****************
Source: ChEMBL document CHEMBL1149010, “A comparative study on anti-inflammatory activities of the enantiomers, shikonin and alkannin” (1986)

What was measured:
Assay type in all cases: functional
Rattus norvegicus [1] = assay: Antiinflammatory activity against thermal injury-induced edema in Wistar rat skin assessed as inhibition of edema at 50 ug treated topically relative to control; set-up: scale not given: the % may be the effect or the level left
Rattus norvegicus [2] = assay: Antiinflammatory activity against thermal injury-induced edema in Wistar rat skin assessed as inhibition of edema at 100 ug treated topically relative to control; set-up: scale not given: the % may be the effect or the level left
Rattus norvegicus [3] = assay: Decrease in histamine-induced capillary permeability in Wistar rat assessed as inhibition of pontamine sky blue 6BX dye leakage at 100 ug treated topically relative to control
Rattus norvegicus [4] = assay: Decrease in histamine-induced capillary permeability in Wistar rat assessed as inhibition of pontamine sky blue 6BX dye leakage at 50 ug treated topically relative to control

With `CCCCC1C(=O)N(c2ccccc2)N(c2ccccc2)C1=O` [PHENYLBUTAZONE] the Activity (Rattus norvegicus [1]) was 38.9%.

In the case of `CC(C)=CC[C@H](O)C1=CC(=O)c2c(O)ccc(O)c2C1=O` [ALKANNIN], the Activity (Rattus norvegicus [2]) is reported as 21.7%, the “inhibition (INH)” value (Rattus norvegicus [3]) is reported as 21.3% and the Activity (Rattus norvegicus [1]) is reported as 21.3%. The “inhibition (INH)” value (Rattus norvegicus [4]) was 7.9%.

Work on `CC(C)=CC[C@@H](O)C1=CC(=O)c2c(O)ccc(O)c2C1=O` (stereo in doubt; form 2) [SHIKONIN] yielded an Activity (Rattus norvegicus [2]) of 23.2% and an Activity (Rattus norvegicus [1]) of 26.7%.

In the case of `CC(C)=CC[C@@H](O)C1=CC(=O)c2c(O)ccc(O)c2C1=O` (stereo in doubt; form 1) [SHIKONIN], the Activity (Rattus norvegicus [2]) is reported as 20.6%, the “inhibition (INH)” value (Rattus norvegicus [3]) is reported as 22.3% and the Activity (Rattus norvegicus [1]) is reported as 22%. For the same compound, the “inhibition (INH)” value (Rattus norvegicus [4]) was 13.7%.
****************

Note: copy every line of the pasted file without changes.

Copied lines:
Source: ChEMBL document CHEMBL1149010, “A comparative study on anti-inflammatory activities of the enantiomers, shikonin and alkannin” (1986)

What was measured:
Assay type in all cases: functional
Rattus norvegicus [1] = assay: Antiinflammatory activity against thermal injury-induced edema in Wistar rat skin assessed as inhibition of edema at 50 ug treated topically relative to control; set-up: scale not given: the % may be the effect or the level left
Rattus norvegicus [2] = assay: Antiinflammatory activity against thermal injury-induced edema in Wistar rat skin assessed as inhibition of edema at 100 ug treated topically relative to control; set-up: scale not given: the % may be the effect or the level left
Rattus norvegicus [3] = assay: Decrease in histamine-induced capillary permeability in Wistar rat assessed as inhibition of pontamine sky blue 6BX dye leakage at 100 ug treated topically relative to control
Rattus norvegicus [4] = assay: Decrease in histamine-induced capillary permeability in Wistar rat assessed as inhibition of pontamine sky blue 6BX dye leakage at 50 ug treated topically relative to control

With `CCCCC1C(=O)N(c2ccccc2)N(c2ccccc2)C1=O` [PHENYLBUTAZONE] the Activity (Rattus norvegicus [1]) was 38.9%.

In the case of `CC(C)=CC[C@H](O)C1=CC(=O)c2c(O)ccc(O)c2C1=O` [ALKANNIN], the Activity (Rattus norvegicus [2]) is reported as 21.7%, the “inhibition (INH)” value (Rattus norvegicus [3]) is reported as 21.3% and the Activity (Rattus norvegicus [1]) is reported as 21.3%. The “inhibition (INH)” value (Rattus norvegicus [4]) was 7.9%.

Work on `CC(C)=CC[C@@H](O)C1=CC(=O)c2c(O)ccc(O)c2C1=O` (stereo in doubt; form 2) [SHIKONIN] yielded an Activity (Rattus norvegicus [2]) of 23.2% and an Activity (Rattus norvegicus [1]) of 26.7%.

In the case of `CC(C)=CC[C@@H](O)C1=CC(=O)c2c(O)ccc(O)c2C1=O` (stereo in doubt; form 1) [SHIKONIN], the Activity (Rattus norvegicus [2]) is reported as 20.6%, the “inhibition (INH)” value (Rattus norvegicus [3]) is reported as 22.3% and the Activity (Rattus norvegicus [1]) is reported as 22%. For the same compound, the “inhibition (INH)” value (Rattus norvegicus [4]) was 13.7%.